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The Lives of Others

September 14, 2010

992. Das Leben Der Anderen (The Lives of Others)
Directed by Florian Henckel von Donnersmarck
Germany, 2006

IMDB | allmovie

Reviewed by Ally
Second viewing


German Democratic Republic, 1984: Stasi Staff Captain Gerd Wiesler (Ulrich Mühe) is assigned to bug and monitor the apartment of playwright Georg Dreyman (Sebastian Koch) and his girlfriend, actress Christa-Maria Sieland (Martina Gedeck). Wiesler becomes gradually disillusioned with his colleagues’ abuse of power and begins to sympathise with the people he monitors.

Essential Scene:

Georg receives a telephone call. Wiesler listens. Georg’s friend Albert Jerska, a blacklisted theatre director, has committed suicide. Georg, speechless, hangs up the telephone. He slowly walks over and sits at the piano. On top of the piano is a pile of sheet music. He finds Sonata for a Good Man, a birthday present from Jerska. Christa-Maria stands behind him, her hand on his shoulder, while he plays the piece.

Wiesler hears. His eyes glisten. A tear runs down his cheek.

Georg: You know what Lenin said about Beethoven’s Appassionata? “If I keep listening to it, I won’t finish the revolution.” Can anyone who has heard this music — I mean truly heard it — really be a bad person?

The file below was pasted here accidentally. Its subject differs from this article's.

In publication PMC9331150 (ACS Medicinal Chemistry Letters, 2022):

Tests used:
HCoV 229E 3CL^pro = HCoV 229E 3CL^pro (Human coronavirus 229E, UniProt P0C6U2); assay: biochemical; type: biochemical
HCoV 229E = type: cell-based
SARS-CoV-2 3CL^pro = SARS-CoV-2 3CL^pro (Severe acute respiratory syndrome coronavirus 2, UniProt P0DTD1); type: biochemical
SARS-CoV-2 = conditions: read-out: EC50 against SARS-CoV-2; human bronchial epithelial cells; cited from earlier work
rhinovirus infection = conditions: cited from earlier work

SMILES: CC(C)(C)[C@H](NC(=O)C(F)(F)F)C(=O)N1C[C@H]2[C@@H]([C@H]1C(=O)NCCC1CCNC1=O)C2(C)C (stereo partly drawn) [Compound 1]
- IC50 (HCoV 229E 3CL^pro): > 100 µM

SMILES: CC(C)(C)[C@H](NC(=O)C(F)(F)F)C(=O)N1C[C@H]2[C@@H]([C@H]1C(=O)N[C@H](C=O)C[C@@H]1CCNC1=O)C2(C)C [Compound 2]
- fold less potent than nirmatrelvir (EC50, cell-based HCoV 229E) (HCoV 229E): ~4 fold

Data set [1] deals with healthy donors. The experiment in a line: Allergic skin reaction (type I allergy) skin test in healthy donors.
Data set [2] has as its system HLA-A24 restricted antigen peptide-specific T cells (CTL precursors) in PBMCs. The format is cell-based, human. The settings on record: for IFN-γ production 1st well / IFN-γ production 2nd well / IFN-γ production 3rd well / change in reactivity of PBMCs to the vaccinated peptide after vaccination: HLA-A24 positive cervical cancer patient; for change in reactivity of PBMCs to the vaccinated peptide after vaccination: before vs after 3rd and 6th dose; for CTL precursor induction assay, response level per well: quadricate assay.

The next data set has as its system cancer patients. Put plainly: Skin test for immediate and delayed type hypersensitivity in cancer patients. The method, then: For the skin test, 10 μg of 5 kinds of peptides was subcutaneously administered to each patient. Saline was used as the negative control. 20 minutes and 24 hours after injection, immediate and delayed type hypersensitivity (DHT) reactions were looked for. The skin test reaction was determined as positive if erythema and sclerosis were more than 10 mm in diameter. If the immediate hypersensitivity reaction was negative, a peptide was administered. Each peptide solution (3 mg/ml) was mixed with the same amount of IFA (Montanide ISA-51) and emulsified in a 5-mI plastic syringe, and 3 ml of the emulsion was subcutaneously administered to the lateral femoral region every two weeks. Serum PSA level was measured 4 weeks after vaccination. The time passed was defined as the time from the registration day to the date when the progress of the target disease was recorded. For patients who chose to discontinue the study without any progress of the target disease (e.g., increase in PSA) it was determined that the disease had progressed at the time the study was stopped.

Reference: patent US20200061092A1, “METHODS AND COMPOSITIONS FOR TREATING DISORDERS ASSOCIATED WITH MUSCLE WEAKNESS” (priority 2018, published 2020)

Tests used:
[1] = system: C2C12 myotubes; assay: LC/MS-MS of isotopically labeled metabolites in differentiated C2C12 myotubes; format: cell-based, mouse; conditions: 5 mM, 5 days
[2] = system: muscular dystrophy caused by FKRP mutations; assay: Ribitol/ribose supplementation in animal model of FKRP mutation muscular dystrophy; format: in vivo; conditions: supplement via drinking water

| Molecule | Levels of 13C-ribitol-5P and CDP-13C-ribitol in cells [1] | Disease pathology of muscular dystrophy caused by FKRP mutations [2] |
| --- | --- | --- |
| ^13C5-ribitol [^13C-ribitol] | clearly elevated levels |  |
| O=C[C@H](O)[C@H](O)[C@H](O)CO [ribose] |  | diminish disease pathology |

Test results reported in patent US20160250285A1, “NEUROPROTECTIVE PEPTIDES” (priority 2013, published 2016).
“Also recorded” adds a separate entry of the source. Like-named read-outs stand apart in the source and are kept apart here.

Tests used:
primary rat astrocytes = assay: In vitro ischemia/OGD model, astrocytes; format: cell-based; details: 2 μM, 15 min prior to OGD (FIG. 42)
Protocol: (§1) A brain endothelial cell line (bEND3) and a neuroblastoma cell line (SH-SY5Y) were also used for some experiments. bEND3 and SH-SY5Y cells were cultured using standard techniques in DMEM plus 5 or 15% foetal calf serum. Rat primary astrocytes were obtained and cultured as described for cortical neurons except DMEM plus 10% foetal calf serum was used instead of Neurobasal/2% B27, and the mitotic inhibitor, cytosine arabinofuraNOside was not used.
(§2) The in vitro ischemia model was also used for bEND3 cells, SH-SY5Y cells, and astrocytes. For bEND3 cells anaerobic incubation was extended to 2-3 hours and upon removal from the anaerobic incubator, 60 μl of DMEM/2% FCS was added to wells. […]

In The Apartment, Baxter (Jack Lemmon) annouces; “I’ve decided to become a mensch. You know what that means? A human being.” This may seem like an odd comparison but The Lives of Others, like The Apartment, deals with a lonely character who eventually rejects a corrupt system and its privileges in order to regain his humanity and “become a mensch.” That Wiesler starts out in the role of sinister villain makes his redemption all the more moving. And the final scene, which I won’t spoil for those who haven’t seen it, features one of the best last lines of any film I’ve ever seen.

Put simply, I can’t recommend The Lives of Others enough.

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